After my last post claiming anti-debugging techniques are overly depended on, various people asked how I would improve them. My first recommendation is to go back to the drawing board and make sure all your components of your software protection design hang together in a mesh. In other words, each has the property that the system will fail closed if a given component is circumvented in isolation. However, anti-debugging does have a place (along other components including obfuscation, integrity checks, etc.) so let’s consider how to implement it better.
The first principle of implementing anti-debugging is to use up a resource instead of checking it. The initial idea most novices have is to check a resource to see if a debugger is present. This might be calling IsDebuggerPresent() or if more advanced, using GetThreadContext() to read the values of hardware debug registers DR0-7. Then, the implementation is often as simple as “if (debugged): FailNoisily()” or if more advanced, a few inline versions of that check function throughout the code.
The problem with this approach is it provides a choke point for the attacker, a single bottleneck that circumvents all instances of a check no matter where they appear in the code or how obfuscated they are. For example, IsDebuggerPresent() reads a value from the local memory PEB struct. So attaching a debugger and then setting that variable to zero circumvents all uses of IsDebuggerPresent(). Looking for suspicious values in DR0-7 means the attacker merely has to hook GetThreadContext() and return 0 for those registers. In both cases, the attacker could also skip over the check so it always returned “OK”.
Besides the API bottleneck, anti-debugging via checking is fundamentally flawed as suffering from “time of check, time of use“, aka race conditions. An attacker could quickly swap out the values or virtualize accesses to the particular resources in order to lie about their state. Meanwhile, they could still be using the debug registers for their own purposes while stubbing out GetThreadContext(), for example.
Contrast this with anti-debugging by using up a resource. For example, a timer callback could be set up to vector through PEB!BeingDebugged. (Astute readers will notice this is a byte-wide field, so it would actually have to be an offset into a jump table). This timer would fire normally until a debugger was attached. Then the OS would store a non-zero value in that location, overwriting the timer callback vector. The next time the timer fired, the process would crash. Even if an attacker poked the value to zero, it would still crash. They would have to find another route to read the magic value in that location to know what to store there after attaching the debugger. To prevent merely disabling the timer, the callback should perform some essential operation to keep the process operating.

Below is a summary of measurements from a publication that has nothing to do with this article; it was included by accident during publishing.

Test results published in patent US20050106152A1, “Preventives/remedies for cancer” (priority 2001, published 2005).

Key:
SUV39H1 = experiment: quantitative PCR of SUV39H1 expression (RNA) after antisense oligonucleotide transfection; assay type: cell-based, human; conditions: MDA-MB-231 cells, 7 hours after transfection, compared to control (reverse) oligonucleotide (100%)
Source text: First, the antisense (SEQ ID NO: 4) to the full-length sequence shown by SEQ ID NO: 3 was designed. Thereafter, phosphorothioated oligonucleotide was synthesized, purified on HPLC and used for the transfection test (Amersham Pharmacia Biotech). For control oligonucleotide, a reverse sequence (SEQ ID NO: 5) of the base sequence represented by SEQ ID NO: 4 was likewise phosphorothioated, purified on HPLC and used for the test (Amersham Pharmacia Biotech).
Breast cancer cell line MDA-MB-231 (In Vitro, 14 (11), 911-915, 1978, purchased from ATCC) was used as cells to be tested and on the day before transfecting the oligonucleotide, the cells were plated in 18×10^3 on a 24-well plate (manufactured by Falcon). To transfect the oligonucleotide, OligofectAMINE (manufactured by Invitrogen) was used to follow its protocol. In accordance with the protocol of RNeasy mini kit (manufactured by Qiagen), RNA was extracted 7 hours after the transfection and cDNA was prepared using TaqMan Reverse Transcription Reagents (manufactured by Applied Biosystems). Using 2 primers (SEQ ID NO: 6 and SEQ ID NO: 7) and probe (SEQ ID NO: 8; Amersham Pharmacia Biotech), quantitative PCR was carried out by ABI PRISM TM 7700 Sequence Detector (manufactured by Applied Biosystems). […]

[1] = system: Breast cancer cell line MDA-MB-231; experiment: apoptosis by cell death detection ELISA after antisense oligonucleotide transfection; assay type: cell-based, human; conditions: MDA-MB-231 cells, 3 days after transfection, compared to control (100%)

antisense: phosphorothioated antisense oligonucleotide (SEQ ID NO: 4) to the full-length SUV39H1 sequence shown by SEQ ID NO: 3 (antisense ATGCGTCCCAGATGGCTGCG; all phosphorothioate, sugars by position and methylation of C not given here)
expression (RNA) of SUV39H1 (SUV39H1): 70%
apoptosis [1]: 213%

Now this is a simple example and there are numerous ways around it, but it illustrates my point. If an application uses a resource that the attacker also wants to use, it’s harder to circumvent than a simple check of the resource state.
An old example of this form of anti-debugging in the C64 was storing loader code in screen memory. As soon as the attacker broke into a debugger, the prompt would overwrite the loader code. Resetting the machine would also overwrite screen memory, leaving no trace of the loader. Attackers had to realize this and jump to a separate routine elsewhere in memory that made a backup copy of screen memory first.
For x86 hardware debug registers, a program could keep an internal table of functions but do no compile-time linkage. Each site of a function call would be replaced with code to store an execute watchpoint for EIP+4 in a debug register and a “JMP SlowlyCrash” following that. Before executing the JMP, the CPU would trigger a debug exception (INT1) since the EIP matched the watchpoint. The exception handler would look up the calling EIP in a table, identify the real target function, set up the stack, and return directly there. The target could then return back to the caller. All four debug registers should be utilized to avoid leaving room for the attacker’s breakpoints.
There are a number of desirable properties for this approach. If the attacker executes the JMP, the program goes off into the weeds but not immediately. As soon as they set a hardware breakpoint, this occurs since the attacker’s breakpoint overwrites the function’s watchpoint and the JMP is executed. The attacker would have to write code that virtualized calls to get and set DR0-7 and performed virtual breakpoints based on what the program thought should be the correct values. Such an approach would work, but would slow down the program enough that timing checks could detect it.
I hope these examples make the case for anti-debugging via using up a resource versus checking it. This is one implementation approach that can make anti-debugging more effective.
[Followup: Russ Osterlund has pointed out in the comments section why my first example is deficient. There’s a window of time between CreateProcess(DEBUG_PROCESS) and the first instruction execution where the kernel has already set PEB!BeingDebugged but the process hasn’t been able to store its jump table offset there yet. So this example is only valid for detecting a debugger attach after startup and another countermeasure is needed to respond to attaching beforehand. Thanks, Russ!]